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Periodical article Periodical article Leiden University catalogue Leiden University catalogue WorldCat catalogue WorldCat
Title:The World Bank and African Poverty, 1973-1991
Author:Gibbon, Peter
Year:1992
Periodical:Journal of Modern African Studies
Volume:30
Issue:2
Period:June
Pages:193-220
Language:English
Geographic term:Africa
Subjects:World Bank
economic policy
poverty
Economics and Trade
international relations
External link:https://www.jstor.org/stable/161189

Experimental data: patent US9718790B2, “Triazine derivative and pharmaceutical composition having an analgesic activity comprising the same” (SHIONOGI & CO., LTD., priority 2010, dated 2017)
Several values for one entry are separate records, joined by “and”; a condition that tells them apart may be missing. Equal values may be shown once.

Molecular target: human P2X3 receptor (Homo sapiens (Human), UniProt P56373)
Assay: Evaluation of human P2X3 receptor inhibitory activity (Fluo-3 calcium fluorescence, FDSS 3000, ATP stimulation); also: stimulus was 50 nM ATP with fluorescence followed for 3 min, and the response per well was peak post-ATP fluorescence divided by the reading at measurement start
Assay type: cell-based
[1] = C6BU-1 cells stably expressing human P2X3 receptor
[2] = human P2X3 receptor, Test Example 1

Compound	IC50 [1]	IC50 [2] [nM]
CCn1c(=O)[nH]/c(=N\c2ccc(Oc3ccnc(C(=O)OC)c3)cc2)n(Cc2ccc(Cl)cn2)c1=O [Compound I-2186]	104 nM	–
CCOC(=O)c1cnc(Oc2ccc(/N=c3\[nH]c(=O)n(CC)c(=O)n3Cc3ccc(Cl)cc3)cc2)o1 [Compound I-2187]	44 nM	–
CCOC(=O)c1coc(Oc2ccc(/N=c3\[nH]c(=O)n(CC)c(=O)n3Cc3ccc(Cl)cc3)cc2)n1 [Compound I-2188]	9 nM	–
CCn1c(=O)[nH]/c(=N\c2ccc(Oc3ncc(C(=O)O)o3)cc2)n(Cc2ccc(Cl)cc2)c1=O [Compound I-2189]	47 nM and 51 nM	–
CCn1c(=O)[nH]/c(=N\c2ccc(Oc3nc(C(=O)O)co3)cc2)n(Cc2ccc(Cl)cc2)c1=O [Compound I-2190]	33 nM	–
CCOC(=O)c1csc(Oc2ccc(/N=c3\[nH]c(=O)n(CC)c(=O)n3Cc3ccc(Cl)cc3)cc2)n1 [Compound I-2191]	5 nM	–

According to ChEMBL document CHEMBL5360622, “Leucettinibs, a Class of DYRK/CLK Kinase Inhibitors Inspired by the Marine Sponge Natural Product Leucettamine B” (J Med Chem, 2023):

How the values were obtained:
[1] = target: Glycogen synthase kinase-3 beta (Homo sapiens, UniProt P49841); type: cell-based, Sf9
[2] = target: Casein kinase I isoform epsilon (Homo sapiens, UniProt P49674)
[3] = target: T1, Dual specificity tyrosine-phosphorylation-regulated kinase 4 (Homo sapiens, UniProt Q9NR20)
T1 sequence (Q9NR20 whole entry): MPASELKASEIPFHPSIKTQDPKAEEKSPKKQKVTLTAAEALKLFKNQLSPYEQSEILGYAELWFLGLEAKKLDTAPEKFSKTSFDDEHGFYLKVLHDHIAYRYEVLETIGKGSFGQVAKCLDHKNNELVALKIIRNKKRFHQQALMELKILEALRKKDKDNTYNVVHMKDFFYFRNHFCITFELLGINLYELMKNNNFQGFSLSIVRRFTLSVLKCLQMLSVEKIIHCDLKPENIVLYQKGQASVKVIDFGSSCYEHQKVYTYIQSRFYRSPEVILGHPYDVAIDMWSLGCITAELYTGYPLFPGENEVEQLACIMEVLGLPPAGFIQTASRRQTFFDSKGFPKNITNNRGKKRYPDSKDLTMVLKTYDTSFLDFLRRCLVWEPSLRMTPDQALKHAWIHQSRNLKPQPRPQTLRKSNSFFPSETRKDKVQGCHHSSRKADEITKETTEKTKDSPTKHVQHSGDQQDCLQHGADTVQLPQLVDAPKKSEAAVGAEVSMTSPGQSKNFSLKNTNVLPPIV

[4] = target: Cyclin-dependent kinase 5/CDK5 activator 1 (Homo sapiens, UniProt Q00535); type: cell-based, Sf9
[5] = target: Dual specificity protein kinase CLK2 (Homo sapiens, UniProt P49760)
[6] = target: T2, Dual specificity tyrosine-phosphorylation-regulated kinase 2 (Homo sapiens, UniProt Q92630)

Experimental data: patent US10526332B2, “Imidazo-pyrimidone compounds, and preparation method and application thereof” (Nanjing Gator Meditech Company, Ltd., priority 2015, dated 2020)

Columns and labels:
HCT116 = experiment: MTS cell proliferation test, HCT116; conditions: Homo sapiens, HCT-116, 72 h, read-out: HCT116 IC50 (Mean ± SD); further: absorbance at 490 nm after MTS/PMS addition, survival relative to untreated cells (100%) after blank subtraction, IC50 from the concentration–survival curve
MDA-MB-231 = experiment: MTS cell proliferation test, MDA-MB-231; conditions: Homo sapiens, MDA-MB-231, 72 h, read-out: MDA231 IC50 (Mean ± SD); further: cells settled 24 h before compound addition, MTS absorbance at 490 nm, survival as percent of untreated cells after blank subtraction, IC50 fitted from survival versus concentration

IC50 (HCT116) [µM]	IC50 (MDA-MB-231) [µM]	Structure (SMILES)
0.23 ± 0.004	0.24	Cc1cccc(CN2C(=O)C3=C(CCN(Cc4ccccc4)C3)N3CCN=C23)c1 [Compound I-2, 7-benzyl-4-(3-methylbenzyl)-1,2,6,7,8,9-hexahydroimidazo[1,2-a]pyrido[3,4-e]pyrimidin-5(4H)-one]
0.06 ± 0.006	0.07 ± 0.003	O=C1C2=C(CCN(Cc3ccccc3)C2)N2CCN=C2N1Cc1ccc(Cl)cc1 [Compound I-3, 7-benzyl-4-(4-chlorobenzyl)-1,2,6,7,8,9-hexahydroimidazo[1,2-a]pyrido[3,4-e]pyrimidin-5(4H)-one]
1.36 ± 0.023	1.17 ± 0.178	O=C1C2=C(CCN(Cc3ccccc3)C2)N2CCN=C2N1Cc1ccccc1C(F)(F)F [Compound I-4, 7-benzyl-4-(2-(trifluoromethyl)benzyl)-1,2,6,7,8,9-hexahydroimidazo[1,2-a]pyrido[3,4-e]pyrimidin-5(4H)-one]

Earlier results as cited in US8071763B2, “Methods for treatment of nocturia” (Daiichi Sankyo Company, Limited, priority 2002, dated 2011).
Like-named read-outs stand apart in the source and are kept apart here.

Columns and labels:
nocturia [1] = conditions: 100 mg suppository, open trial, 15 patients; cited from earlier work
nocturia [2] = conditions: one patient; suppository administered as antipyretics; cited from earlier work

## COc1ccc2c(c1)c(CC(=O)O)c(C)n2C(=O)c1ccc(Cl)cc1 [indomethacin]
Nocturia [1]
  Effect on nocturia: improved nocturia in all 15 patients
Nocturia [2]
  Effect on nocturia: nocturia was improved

Abstract:Since 1987-1988 the World Bank, together with other donors, has been engaged in a programme of activities known as 'Social Dimensions of Adjustment' (SDA). This is the latest in a line of 'pro-poor' initiatives which the organization has sponsored over the last two decades. This article analyses the Bank's succession of policies since the 1970s against the background of the changing political and economic world situation. It focuses on the SDA project, paying attention to its conceptual framework, the SDA data-gathering exercise, and ongoing 'social action programmes' and 'integrated social and economic adjustment programmes'. It also deals with criticisms of SDA operations raised by some of the codonors in April 1991 and the Bank's response at the October 1991 meeting of the SDA Steering Committee. Finally, two embryonic alternatives to SDA are considered: the strategy formulated by Oxfam, which focuses on the need to extend donor conditionality in order to persuade African régimes to take poverty more seriously; and the proposals that have emerged from the work of Alan Fowler, who believes that NGOs in Africa, if reformed, could help address the economic problems of the poor. Notes, ref.
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